Or, a call for authors to write more diverse characters.
In a recent Guardian article the question is “are diverse characters only OK as long as they’re not too diverse?”
I personally think that nuanced diversity is a good thing. When the chat over #WeNeedDiverseBooks started in May, a friend asked me “so then you want to take away what makes a character different and then just white wash them?”
When you spend so much time being singled out as being different, sometimes you just want to fit in. What the hell do I mean by this? I’m not talking about denying who you are as a person. I’m talking about being a teenager in popular culture. For me, I grew up in a working class family and neighborhood in Queens, NY. I was born in Ecuador, but I started my American education in first grade. In that sense, I assimilated right away. I remember when I started not just speaking English, but exclusively thinking in English. It’s so totally weird to think of your brain just switching languages. But anyway, my assimilation happened.
In school we were given books like HOW THE GARCIA GIRLS LOST THEIR ACCENTS, and THE HOUSE ON MANGO STREET and all I wanted to read were vampire books. My being Ecuadorian doesn’t affect my day to day life. I’m not Catholic. I don’t cook. I live alone. But when I’m with my family, I enjoy Ecuadorian food and speaking in broken Spanish. In fact, I worried less about my Ecuadorian-ness in high school, than I do now when people point it out the most.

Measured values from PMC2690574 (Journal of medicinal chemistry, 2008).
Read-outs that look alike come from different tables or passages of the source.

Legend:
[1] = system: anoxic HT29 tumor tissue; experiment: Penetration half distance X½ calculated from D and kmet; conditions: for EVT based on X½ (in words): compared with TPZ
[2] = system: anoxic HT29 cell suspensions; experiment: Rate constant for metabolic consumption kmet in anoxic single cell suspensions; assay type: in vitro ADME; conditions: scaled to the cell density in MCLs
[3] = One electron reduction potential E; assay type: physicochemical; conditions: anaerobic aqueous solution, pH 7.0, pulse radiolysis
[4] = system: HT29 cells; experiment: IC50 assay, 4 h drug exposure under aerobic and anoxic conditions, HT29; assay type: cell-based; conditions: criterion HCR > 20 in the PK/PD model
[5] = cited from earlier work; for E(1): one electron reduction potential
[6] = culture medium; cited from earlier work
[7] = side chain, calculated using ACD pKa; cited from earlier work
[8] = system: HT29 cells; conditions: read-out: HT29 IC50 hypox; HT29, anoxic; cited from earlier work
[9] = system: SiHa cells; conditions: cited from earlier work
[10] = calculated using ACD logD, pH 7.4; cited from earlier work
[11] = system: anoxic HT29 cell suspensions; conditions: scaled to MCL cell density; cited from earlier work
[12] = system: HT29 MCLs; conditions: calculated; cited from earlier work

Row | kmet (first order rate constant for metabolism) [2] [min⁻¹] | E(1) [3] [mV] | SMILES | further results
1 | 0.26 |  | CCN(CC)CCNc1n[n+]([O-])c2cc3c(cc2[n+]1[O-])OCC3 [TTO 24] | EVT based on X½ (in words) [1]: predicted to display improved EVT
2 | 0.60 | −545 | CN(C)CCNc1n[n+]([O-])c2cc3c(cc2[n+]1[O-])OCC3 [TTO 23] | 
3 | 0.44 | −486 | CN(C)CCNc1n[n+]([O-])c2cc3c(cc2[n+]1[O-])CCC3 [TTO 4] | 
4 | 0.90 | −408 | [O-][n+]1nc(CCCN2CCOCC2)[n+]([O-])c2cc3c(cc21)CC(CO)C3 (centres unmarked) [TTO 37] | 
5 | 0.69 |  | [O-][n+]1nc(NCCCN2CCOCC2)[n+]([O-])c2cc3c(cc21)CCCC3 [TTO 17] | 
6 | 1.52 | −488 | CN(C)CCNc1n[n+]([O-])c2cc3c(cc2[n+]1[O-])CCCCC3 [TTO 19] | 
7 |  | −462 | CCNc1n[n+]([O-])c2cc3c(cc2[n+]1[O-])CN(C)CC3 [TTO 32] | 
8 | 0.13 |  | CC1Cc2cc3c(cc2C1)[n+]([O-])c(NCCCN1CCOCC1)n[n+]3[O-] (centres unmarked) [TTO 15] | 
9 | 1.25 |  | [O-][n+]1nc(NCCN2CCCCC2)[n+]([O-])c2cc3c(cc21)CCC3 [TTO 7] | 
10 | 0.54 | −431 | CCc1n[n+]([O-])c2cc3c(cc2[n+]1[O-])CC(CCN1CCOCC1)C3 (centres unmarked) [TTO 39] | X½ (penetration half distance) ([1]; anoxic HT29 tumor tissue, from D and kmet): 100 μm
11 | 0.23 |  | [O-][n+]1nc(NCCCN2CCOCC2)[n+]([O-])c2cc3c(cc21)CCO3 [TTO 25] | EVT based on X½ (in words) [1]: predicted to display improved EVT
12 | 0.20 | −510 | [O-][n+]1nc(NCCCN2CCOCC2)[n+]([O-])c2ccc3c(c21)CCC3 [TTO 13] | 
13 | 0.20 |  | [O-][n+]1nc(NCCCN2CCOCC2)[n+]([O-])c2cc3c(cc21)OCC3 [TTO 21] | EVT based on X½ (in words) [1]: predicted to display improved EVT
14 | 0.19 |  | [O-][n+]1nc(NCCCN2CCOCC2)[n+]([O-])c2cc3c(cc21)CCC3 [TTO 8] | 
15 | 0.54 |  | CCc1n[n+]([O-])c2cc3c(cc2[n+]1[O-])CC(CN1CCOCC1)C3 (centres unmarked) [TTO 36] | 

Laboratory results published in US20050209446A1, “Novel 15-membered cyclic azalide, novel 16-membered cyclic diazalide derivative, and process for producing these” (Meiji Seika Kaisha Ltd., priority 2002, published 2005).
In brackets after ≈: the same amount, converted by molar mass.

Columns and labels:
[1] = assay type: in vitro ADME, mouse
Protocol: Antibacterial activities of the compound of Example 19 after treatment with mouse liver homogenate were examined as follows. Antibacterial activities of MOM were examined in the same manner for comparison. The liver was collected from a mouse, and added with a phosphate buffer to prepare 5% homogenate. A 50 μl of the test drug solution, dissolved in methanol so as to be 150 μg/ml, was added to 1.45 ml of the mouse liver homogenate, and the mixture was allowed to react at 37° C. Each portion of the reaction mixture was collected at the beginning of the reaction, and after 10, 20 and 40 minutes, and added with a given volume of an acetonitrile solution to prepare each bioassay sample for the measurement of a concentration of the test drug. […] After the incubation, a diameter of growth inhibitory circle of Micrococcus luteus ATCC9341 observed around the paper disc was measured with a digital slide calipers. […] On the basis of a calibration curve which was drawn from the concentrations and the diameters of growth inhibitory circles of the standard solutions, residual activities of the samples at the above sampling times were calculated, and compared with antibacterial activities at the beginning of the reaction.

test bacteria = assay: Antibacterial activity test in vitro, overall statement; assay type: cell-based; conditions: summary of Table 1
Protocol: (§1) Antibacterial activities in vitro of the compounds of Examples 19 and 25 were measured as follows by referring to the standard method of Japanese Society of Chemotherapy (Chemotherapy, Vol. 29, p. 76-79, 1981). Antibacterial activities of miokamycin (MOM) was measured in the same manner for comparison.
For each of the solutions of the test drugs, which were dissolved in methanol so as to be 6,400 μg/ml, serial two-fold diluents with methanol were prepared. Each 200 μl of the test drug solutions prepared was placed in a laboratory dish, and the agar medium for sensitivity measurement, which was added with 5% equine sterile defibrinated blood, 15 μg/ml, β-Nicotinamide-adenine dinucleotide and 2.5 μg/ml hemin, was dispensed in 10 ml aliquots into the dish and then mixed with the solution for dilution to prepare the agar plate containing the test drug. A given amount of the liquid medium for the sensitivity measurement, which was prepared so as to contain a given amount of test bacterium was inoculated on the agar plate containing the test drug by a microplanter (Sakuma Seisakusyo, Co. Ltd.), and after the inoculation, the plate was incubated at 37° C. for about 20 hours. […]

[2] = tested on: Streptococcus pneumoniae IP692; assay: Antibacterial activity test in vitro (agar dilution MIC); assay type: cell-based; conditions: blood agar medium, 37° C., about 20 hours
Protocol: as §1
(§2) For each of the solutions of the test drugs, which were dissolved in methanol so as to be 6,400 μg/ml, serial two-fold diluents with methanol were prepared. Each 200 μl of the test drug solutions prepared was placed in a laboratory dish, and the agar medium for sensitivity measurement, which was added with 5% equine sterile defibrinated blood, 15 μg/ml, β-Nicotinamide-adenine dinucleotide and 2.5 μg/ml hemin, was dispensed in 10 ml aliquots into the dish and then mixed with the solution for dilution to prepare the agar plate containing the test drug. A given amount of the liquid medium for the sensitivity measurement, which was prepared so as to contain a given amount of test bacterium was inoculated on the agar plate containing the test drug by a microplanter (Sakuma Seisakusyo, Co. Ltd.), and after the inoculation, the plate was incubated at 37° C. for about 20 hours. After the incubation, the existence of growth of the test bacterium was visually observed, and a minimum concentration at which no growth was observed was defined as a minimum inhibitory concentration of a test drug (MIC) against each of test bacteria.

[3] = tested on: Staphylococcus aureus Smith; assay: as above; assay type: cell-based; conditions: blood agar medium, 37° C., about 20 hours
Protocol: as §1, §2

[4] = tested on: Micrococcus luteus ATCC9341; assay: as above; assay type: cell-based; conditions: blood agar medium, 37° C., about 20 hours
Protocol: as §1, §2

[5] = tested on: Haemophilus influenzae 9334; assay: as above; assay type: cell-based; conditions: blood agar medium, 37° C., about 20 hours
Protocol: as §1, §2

This is why I think it’s important for kids to see themselves in stories that right now don’t represent diversity in leading roles. I want a brown Buffy the Vampire Slayer and a mixed Bella Swan just because. You don’t have to whitewash a POC in order for them to be a leading character of a “non-issue” book. Not everyone has a problem with their race. The problem is society.
Look, I know that there are still kids assimilating, and not all third generation kids ignore their roots. But if we don’t write them, then you can’t hope that someone else is going to.
To play devil’s advocate, maybe changing the ethnicity of a character wouldn’t make a title an astronomical seller. Would The Fault In Our Stars have been the same if Agustus was a Black urban teen and Hazel was Asian-American? If Katniss has been portrayed by an “olive skinned” actress like the books describe her as opposed to J Law, would it be a #1 movie?
In a world where people don’t understand the importance of race in cases like Mike Brown vs America, how do we even begin to place diversity in books just because? Where white people think Latinos are dangerous? How do we begin to accept casually placing POC in “regular” roles?
I don’t have the answer. Except, maybe, write my own.
The fundraising campaign for We Need Diverse Books is closed but there are still plenty of ways to work to diversify our bookshelves. Please visit their site and see how you can contribute to making the stories out there ALL of our stories by clicking –> HERE – it’s vital, folks.
Zoraida Córdova was born in Guayaquil, Ecuador, where she learned to speak English by watching Disney’s The Little Mermaid and Michael Jackson’s Moonwalker on repeat. She studied English Lit at Hunter College, and The University of Montana before finding a home for herself in the (kinda) glittering world of New York City’s nightlife. She prefers her whiskey neat, her bacon crispy, and her men with a side of chivalry. She is the author of The Vicious Deep Trilogy (YA) and the On the Verge Series (NA). Visit her at www.zoraidacordova.com
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